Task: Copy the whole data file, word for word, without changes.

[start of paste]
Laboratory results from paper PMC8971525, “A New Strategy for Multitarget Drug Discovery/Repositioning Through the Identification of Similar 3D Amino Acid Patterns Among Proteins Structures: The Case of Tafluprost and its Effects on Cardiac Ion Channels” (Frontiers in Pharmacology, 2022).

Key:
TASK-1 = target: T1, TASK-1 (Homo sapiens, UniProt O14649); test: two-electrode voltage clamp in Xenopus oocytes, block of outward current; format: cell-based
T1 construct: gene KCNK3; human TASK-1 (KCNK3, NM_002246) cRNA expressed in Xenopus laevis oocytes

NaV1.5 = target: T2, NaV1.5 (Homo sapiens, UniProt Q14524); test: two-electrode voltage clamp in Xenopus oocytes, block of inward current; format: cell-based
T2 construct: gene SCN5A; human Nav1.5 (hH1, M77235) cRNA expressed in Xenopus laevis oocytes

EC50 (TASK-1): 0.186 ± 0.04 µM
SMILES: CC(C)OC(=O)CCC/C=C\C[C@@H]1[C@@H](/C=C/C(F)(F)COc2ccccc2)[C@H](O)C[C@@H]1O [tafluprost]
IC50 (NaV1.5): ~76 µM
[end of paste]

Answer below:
Laboratory results from paper PMC8971525, “A New Strategy for Multitarget Drug Discovery/Repositioning Through the Identification of Similar 3D Amino Acid Patterns Among Proteins Structures: The Case of Tafluprost and its Effects on Cardiac Ion Channels” (Frontiers in Pharmacology, 2022).

Key:
TASK-1 = target: T1, TASK-1 (Homo sapiens, UniProt O14649); test: two-electrode voltage clamp in Xenopus oocytes, block of outward current; format: cell-based
T1 construct: gene KCNK3; human TASK-1 (KCNK3, NM_002246) cRNA expressed in Xenopus laevis oocytes

NaV1.5 = target: T2, NaV1.5 (Homo sapiens, UniProt Q14524); test: two-electrode voltage clamp in Xenopus oocytes, block of inward current; format: cell-based
T2 construct: gene SCN5A; human Nav1.5 (hH1, M77235) cRNA expressed in Xenopus laevis oocytes

EC50 (TASK-1): 0.186 ± 0.04 µM
SMILES: CC(C)OC(=O)CCC/C=C\C[C@@H]1[C@@H](/C=C/C(F)(F)COc2ccccc2)[C@H](O)C[C@@H]1O [tafluprost]
IC50 (NaV1.5): ~76 µM